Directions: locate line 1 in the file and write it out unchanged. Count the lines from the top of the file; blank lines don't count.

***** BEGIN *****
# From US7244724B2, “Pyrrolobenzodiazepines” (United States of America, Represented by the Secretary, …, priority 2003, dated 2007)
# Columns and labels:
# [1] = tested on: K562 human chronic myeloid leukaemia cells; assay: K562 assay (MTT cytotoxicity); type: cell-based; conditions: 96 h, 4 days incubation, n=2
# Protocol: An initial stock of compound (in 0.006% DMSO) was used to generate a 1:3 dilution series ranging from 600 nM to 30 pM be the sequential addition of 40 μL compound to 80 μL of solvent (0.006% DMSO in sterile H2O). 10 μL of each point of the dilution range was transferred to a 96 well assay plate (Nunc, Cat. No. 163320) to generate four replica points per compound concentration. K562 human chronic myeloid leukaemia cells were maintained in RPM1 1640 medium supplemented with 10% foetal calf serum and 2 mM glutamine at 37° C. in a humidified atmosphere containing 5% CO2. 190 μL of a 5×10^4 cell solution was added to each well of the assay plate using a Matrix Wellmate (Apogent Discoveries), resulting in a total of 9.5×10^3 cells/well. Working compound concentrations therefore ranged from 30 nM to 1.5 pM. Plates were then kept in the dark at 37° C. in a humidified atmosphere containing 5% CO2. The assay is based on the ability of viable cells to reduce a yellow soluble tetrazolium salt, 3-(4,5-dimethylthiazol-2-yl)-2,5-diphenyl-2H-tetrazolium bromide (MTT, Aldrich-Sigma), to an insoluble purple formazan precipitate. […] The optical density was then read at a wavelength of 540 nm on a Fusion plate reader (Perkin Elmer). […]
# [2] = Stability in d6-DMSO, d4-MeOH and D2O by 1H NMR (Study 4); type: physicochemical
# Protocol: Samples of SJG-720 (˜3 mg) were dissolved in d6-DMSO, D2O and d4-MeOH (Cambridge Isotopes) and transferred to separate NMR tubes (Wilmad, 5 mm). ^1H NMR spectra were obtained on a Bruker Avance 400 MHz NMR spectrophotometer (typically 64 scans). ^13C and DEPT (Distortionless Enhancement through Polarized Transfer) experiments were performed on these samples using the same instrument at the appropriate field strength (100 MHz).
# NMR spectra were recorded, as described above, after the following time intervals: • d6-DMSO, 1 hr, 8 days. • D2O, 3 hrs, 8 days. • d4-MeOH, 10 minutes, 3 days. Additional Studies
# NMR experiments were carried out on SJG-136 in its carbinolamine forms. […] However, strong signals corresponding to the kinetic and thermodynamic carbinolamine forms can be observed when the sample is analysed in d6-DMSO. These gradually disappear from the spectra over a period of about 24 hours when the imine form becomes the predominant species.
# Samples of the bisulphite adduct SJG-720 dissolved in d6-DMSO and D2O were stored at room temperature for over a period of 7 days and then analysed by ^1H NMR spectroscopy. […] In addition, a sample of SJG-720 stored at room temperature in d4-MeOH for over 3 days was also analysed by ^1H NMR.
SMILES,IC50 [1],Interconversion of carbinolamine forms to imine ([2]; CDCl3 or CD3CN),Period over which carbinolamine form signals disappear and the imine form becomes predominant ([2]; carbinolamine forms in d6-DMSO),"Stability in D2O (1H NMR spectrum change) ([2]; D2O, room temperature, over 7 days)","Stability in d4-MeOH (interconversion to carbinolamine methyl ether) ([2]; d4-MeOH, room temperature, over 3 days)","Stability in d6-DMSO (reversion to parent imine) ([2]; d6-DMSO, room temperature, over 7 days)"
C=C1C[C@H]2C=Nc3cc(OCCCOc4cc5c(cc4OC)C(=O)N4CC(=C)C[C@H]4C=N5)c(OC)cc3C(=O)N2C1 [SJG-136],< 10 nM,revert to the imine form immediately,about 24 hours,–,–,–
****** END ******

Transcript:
# From US7244724B2, “Pyrrolobenzodiazepines” (United States of America, Represented by the Secretary, …, priority 2003, dated 2007)